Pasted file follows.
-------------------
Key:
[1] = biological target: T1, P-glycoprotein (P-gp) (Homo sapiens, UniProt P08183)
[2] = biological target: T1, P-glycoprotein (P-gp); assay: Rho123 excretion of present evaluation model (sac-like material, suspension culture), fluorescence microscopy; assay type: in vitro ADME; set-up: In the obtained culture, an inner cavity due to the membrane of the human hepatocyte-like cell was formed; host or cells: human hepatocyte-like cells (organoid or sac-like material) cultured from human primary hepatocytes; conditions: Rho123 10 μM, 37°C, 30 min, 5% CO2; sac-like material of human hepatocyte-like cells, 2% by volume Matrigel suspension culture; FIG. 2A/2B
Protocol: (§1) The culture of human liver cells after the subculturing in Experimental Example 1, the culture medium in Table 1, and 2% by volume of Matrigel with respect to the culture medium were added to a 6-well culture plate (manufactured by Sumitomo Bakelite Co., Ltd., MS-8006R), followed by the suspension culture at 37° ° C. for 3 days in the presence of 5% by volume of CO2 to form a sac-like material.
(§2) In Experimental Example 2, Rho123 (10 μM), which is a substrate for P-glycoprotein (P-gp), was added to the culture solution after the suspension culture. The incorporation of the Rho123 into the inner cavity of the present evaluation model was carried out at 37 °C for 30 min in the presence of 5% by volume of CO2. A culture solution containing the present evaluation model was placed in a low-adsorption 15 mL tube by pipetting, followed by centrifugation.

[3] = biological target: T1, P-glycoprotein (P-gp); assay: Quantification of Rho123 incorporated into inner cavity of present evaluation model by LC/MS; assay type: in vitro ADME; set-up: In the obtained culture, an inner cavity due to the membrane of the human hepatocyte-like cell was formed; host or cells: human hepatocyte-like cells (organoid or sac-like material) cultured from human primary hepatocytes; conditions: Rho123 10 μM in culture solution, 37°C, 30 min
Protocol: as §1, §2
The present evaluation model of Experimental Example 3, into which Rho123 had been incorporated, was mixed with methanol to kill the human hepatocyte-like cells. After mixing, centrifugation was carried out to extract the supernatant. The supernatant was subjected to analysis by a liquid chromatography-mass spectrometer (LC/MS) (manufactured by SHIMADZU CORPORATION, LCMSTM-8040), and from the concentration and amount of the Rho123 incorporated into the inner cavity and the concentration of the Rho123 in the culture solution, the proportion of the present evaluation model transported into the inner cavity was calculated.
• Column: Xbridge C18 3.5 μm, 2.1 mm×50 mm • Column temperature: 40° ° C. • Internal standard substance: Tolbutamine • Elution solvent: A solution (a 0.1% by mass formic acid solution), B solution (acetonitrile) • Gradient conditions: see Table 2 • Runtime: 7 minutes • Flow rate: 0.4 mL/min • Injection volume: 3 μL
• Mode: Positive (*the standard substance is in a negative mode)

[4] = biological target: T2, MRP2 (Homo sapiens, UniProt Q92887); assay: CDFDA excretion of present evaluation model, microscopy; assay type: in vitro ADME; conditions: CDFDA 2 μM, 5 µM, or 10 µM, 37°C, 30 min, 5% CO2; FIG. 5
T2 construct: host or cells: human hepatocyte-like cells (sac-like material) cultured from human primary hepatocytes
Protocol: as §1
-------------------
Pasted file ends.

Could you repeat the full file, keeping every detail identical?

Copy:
Key:
[1] = biological target: T1, P-glycoprotein (P-gp) (Homo sapiens, UniProt P08183)
[2] = biological target: T1, P-glycoprotein (P-gp); assay: Rho123 excretion of present evaluation model (sac-like material, suspension culture), fluorescence microscopy; assay type: in vitro ADME; set-up: In the obtained culture, an inner cavity due to the membrane of the human hepatocyte-like cell was formed; host or cells: human hepatocyte-like cells (organoid or sac-like material) cultured from human primary hepatocytes; conditions: Rho123 10 μM, 37°C, 30 min, 5% CO2; sac-like material of human hepatocyte-like cells, 2% by volume Matrigel suspension culture; FIG. 2A/2B
Protocol: (§1) The culture of human liver cells after the subculturing in Experimental Example 1, the culture medium in Table 1, and 2% by volume of Matrigel with respect to the culture medium were added to a 6-well culture plate (manufactured by Sumitomo Bakelite Co., Ltd., MS-8006R), followed by the suspension culture at 37° ° C. for 3 days in the presence of 5% by volume of CO2 to form a sac-like material.
(§2) In Experimental Example 2, Rho123 (10 μM), which is a substrate for P-glycoprotein (P-gp), was added to the culture solution after the suspension culture. The incorporation of the Rho123 into the inner cavity of the present evaluation model was carried out at 37 °C for 30 min in the presence of 5% by volume of CO2. A culture solution containing the present evaluation model was placed in a low-adsorption 15 mL tube by pipetting, followed by centrifugation.

[3] = biological target: T1, P-glycoprotein (P-gp); assay: Quantification of Rho123 incorporated into inner cavity of present evaluation model by LC/MS; assay type: in vitro ADME; set-up: In the obtained culture, an inner cavity due to the membrane of the human hepatocyte-like cell was formed; host or cells: human hepatocyte-like cells (organoid or sac-like material) cultured from human primary hepatocytes; conditions: Rho123 10 μM in culture solution, 37°C, 30 min
Protocol: as §1, §2
The present evaluation model of Experimental Example 3, into which Rho123 had been incorporated, was mixed with methanol to kill the human hepatocyte-like cells. After mixing, centrifugation was carried out to extract the supernatant. The supernatant was subjected to analysis by a liquid chromatography-mass spectrometer (LC/MS) (manufactured by SHIMADZU CORPORATION, LCMSTM-8040), and from the concentration and amount of the Rho123 incorporated into the inner cavity and the concentration of the Rho123 in the culture solution, the proportion of the present evaluation model transported into the inner cavity was calculated.
• Column: Xbridge C18 3.5 μm, 2.1 mm×50 mm • Column temperature: 40° ° C. • Internal standard substance: Tolbutamine • Elution solvent: A solution (a 0.1% by mass formic acid solution), B solution (acetonitrile) • Gradient conditions: see Table 2 • Runtime: 7 minutes • Flow rate: 0.4 mL/min • Injection volume: 3 μL
• Mode: Positive (*the standard substance is in a negative mode)

[4] = biological target: T2, MRP2 (Homo sapiens, UniProt Q92887); assay: CDFDA excretion of present evaluation model, microscopy; assay type: in vitro ADME; conditions: CDFDA 2 μM, 5 µM, or 10 µM, 37°C, 30 min, 5% CO2; FIG. 5
T2 construct: host or cells: human hepatocyte-like cells (sac-like material) cultured from human primary hepatocytes
Protocol: as §1